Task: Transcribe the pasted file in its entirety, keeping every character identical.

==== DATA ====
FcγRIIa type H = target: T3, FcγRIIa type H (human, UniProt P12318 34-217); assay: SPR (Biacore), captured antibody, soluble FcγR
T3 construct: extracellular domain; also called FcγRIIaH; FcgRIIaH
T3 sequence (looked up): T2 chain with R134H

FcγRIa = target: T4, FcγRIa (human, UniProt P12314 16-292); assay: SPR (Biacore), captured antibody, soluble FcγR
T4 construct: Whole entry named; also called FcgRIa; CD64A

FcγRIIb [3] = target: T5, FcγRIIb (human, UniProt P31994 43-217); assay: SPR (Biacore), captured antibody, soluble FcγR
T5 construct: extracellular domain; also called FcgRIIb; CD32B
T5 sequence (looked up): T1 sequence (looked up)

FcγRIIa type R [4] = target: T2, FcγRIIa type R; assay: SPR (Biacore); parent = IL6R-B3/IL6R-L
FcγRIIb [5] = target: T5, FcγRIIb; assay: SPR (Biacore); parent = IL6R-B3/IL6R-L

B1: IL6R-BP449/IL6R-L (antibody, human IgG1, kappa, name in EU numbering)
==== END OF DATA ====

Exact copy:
FcγRIIa type H = target: T3, FcγRIIa type H (human, UniProt P12318 34-217); assay: SPR (Biacore), captured antibody, soluble FcγR
T3 construct: extracellular domain; also called FcγRIIaH; FcgRIIaH
T3 sequence (looked up): T2 chain with R134H

FcγRIa = target: T4, FcγRIa (human, UniProt P12314 16-292); assay: SPR (Biacore), captured antibody, soluble FcγR
T4 construct: Whole entry named; also called FcgRIa; CD64A

FcγRIIb [3] = target: T5, FcγRIIb (human, UniProt P31994 43-217); assay: SPR (Biacore), captured antibody, soluble FcγR
T5 construct: extracellular domain; also called FcgRIIb; CD32B
T5 sequence (looked up): T1 sequence (looked up)

FcγRIIa type R [4] = target: T2, FcγRIIa type R; assay: SPR (Biacore); parent = IL6R-B3/IL6R-L
FcγRIIb [5] = target: T5, FcγRIIb; assay: SPR (Biacore); parent = IL6R-B3/IL6R-L

B1: IL6R-BP449/IL6R-L (antibody, human IgG1, kappa, name in EU numbering)